Blind Guardian is not a band to listen occasionally and this live album could show this premise. The idiosyncratic and majestic vocals of Hansi Kürsch is constantly present to command the lyrical attack, a key point that explains the band’s success; meanwhile the instrumentation, always concise, sets the constantly mood and emotive changes between one piece and another. Live Beyond The Spheres toys with those permanent concepts and elevates the songs with majesty and sincerity, stripping down some ornaments, stamped on the studio albums, to update them with some cathartic musicianship.
“We are really satisfied when people sing along with us, have a good time and go back home happy” – Hansi Kürsch talking about their gigs.
Starting with “The Ninth Wave”, the Beyond The Red Mirror tracks are one of the highlights of this live album. Getting rid of the production and mixing errors of their last full-length output, Blind Guardian shed the lights on how those songs are composed, putting the guitar wizardry duos of André Olbrich and Marcus Siepen into the front of the mix, “Prophecies” and “Twilight Of The Gods” are, indeed, way better cuts when the wall of keyboards and choirs are stripped down a little bit. Maybe the drums are the lowest point on this record, since it can sound “plastic” because the heavily triggered choices, but that doesn’t demeanor the always enthusiastic performance of Frederik Ehmke.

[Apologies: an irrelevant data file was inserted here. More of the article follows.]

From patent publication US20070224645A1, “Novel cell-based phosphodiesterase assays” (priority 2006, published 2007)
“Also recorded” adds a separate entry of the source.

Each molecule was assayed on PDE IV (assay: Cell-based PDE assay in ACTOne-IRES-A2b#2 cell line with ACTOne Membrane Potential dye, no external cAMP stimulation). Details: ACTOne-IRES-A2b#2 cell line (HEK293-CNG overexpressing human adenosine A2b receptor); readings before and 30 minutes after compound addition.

Live Beyond The Spheres is not only a testimony of the band’s energetic and emotive presentations. In rarely played songs like the magnanimous “Sacred Worlds”, the epopee represented in “Wheel Of Time”, the obscure thrashing attack from “Tanelorn (Into The Void), or even the festive “Fly” could work as an introduction to the vast body of art from the Blind Guardian wide array of sounds and colors.